Nov. 10, 2005 -- The CDC reports that 14 women in the Washington, D.C. area had prolonged skin reactions after getting a bogus version of a cosmetic procedure called mesotherapy.
In mesotherapy, tiny quantities of various substances -- such as vitamins or plant extracts -- are injected for cosmetic purposes (such as wrinkle reduction or body contouring) or relief of musculoskeletal pain.
The 14 cases described by the CDC all stem from one unnamed, unlicensed practitioner who didn't follow proper procedures. The skin problems centered on the injection sites; their cause is unknown.
The CDC calls for mesotherapy providers to follow basic rules of medical sanitation (like cleaning hands, wearing gloves, and using new needles for each patient) and any state or local licensing laws.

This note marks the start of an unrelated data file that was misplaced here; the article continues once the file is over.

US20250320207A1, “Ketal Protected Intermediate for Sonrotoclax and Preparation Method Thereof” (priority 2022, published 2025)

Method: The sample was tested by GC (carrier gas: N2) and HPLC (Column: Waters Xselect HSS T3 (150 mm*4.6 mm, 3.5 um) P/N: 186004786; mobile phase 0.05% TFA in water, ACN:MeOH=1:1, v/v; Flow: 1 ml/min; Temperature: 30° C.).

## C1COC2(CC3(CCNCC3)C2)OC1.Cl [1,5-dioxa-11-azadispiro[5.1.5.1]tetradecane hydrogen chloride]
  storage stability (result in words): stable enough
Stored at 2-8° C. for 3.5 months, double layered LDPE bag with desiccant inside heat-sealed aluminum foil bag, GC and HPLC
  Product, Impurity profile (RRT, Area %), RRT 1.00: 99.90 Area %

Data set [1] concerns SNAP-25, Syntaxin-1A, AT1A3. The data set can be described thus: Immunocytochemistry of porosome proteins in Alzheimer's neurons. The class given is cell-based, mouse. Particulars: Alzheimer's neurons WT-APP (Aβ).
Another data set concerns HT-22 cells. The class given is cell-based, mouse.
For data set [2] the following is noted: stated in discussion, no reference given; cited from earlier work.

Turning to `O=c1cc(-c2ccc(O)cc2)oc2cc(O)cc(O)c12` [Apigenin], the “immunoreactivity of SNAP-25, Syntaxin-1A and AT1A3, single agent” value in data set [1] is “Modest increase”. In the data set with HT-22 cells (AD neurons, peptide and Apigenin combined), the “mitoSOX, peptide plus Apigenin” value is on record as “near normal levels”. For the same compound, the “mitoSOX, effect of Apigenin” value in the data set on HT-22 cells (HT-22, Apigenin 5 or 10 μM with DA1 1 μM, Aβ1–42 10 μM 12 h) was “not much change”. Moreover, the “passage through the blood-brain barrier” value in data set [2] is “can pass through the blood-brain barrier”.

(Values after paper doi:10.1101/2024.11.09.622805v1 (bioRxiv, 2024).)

The practitioner in question claimed to be a doctor from Colombia. He worked out of a private home and wasn't licensed to practice medicine in Maryland, Virginia, or Washington, D.C.
Laws governing medical procedures vary from state to state. In Virginia, mesotherapy is considered to be a medical procedure that may only be practiced by licensed providers.
The women reported that their injections had included various substances, including plant extracts from artichoke. Only one of those substances, a drug called procaine, has been approved by the FDA for under-the-skin injections.
The practitioner reportedly also didn't practice hand hygiene, didn't prepare the women's skin with an anesthetic before the injections, didn't wipe the vials with alcohol before injection, and didn't wear gloves.
The CDC has tried to get the vials the practitioner had used to treat the women.
The CDC hasn't been able to reach the practitioner for questioning, so they've called in authorities from Virginia to help with the investigation.
The report appears in the CDC's Morbidity and Mortality Weekly Report.